Notes on Jaffna - A Disputed point of Local History
John H. Martyn, 1923.
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"Puthaththampi Nadakam" by Davidu.

No. 5. Writes Mr. Brito:-

Nadakam is drama. The distinction into comedies and tragedies does not obtain in Tamil. Generally speaking, in all dramatical compositions, there are a birth, marriage and death. But there is no drama without a scene of the endurance of fomented evil or a scene of female devotion. Nor is there one which ends without poe­tical justice being done to all parties. The author of the present Na­dakam is as is stated in it, one Davidu, son of Juvan Costan of Man­totte. But he gives us neither the date of his work nor that of the events which he dramatises.

The events of the drama as summarised by Mr. Brito are as follows:-

The Dutch Viceroy of Colombo sent Anthony Amral as Governor of Jaffna and one Andirado, a man of the Kurnkula caste, as Amral’s Mu­thaliyar. Amral appointed Puthaththampi a Velalan of the Karala section, as second Muthaliyar, and one Sinne Ulanthes as Captain of the fort. Andirado made improper advances to Puthaththampi’s wife, which she not merely rejected, but subjected Andirado’s messengers to a degrading punishment. In order to avenge himself, Andrado had a letter framed purporting  to have been written by Puthatbthampi and Sinne Ulanthes and directed to Kirthi-singkan, King of Kandy, offering to betray the Country to him. The letter was, of course, intercepted and its bearer acted his part exactly as had been arranged. Puthaththampl was con­demned on the strength of this letter and was, by the procurance of Andirado, executed without a moment’s respite. Sinne Ulanthes was then absent at Kayts building the sea-fortress. On his return he learnt the fate of Puthaththampi and, for fear of falling by an unjust sentence, com­mitted suicide. But Puthaththampi’s brother-in-law Kayilayappillai Vanni­yan of Kachchaiturai, went to Colombo and made a representation to the Viceroy, upon which both Anthony Amral and Andirado were ordered to go to Colombo to defend themselves. On the way, Amral wilfully threw himself into the sea and was drowned. Andirado was killed by an ele­phant at Musali or Pandaratharthoppu. Puthathampi left behind a wi­dow and a son named Sothinathan. The widow committed suicide through grief.

The discrepancies in this account as compared with that given in the Vaipava-Malai are apparent enough. The latter work is silent as to the names of the Governor of Jaffnapatam and of his brother, and says nothing of the King of Kandy. The names given in the Nadakam seem to be creations of the poet. In the list of Dutch Governors given in Histories of Ceylon, there is not one bearing the name of Anthony Amral. Ribeiro makes mention of a Portuguese Governor of the name of Anthonio de Amral C. Menezes, who was in command of Jaffnapatam and Man­nar in 1658. Sinne Ulanthes is not a name. It is only a com­bination of two Tamil words, sinne, little or young, and Ulanthes Dutch. To a simple, soft brained man, the younger brother of a Dutch Magnate would certainly be ‘Sinne Ulanthes’ or young Dutch. Our author was composing a Nadakam, in which fiction plays an important part, and what cared he about correct names? Sinna Ulanthes was in keeping with his ignorance and suited his intelligence. So he coined the name. Kirthi-Singkan or more properly Kirtisree-Raja-Singhe, king of Kandy, came to the throne in 1747. Just fancy a man living in Jaffna in 1658, offering to betray his country to a King of Kandy living in 1747. It is doubtful if so egregious a mistake was ever made by an his­torical tiro. But it is useless and tedious to inquire into the blun­ders of ignorance. Mr. Brito himself has said of the author of this Nadagam :- Our author seems to be so ignorant a man that he uses the name Amral probably on the principle that all steamers are known to the vulgar in Ceylon by the name Pearl, as Pearl was the name of the first steamer they were acquainted with. But as Mr. Brito notwithstanding his scathing con­demnation of the author, has summarised the work for illustrating the Vaipava-Malai, let us at least note the main points of differ­ence between the two accounts. The Vaipava-Malai says that Andrado and Puthathamby were Co Modliars. The Nadagam states that Puthathamby was only Second Modliar and says nothing about the dinner, the blank paper and the signature. The Vaipava­-Malai represents Puthathamby alone as offering assistance to the Portuguese, while the Nadagam associates Sinne Ulanthes in framing the treasonable letter to the king of Kandy. In the Vaipava-Malai Sinne Ulanthes is the intimate and powerful friend, who might have saved Puthathamby from execution. In the Nadagam he is a poltroon committing suicide through fear. Fin­ally the Vaipava Malai says that the death of the Governor of Jaffnapatam was accidental, while the Nadagam makes it willful. Let the reader judge between the two accounts and form his opinion.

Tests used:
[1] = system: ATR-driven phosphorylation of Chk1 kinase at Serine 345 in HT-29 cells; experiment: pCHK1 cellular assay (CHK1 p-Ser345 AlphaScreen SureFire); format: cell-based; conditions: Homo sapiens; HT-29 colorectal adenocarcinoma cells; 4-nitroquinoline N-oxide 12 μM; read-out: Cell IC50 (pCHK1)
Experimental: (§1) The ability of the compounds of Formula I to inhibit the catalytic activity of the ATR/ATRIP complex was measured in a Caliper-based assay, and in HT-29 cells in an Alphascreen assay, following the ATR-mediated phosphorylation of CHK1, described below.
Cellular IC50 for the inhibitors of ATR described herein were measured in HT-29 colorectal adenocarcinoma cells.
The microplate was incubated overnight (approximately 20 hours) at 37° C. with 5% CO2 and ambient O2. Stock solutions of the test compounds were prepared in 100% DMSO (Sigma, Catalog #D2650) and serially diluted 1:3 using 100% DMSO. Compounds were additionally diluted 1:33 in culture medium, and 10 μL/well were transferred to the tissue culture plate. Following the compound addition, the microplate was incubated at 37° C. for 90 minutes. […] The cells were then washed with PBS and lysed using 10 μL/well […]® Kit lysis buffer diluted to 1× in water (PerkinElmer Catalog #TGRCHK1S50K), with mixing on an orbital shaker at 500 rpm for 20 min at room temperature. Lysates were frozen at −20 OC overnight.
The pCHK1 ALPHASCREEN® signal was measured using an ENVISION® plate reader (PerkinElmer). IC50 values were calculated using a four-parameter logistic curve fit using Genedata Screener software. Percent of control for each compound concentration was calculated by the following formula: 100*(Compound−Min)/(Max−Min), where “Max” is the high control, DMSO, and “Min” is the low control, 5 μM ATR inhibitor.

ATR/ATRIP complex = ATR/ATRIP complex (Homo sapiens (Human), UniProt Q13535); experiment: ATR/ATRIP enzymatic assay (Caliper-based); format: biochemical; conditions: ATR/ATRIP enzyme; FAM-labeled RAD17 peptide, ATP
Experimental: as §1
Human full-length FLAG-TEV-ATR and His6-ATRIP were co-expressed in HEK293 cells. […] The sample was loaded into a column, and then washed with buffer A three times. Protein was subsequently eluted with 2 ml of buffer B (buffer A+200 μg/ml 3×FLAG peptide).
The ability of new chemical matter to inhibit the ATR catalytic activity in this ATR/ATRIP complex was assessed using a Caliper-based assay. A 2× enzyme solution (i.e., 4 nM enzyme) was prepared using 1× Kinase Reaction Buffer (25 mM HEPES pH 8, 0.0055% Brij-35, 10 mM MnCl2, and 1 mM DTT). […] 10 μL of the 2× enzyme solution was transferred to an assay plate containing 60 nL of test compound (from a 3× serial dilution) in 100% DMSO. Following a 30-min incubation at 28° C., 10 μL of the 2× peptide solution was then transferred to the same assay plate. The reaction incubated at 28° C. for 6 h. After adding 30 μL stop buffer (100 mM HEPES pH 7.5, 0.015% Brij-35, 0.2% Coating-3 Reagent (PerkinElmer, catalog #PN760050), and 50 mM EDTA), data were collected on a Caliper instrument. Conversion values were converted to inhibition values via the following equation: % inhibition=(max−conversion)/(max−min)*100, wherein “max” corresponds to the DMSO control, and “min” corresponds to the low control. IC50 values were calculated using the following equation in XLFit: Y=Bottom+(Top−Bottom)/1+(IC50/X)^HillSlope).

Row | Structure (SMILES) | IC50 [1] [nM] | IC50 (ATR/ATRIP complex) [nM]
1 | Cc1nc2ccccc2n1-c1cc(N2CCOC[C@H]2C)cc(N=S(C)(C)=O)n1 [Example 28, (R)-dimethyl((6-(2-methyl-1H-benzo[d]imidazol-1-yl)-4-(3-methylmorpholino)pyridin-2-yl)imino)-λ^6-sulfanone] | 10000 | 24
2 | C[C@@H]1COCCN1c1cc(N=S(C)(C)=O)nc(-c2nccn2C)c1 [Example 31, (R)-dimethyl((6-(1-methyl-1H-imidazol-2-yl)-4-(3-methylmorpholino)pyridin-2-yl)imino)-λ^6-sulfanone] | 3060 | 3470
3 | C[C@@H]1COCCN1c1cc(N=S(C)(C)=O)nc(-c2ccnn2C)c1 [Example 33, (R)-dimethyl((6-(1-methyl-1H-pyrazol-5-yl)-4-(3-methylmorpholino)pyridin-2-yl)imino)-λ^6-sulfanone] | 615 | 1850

Details from the book Notes on Jaffna, American Ceylon Mission Press, Tellippalai, Ceylon 1923. The entire appendix has been used to discuss the Andrado - Poothathamby story.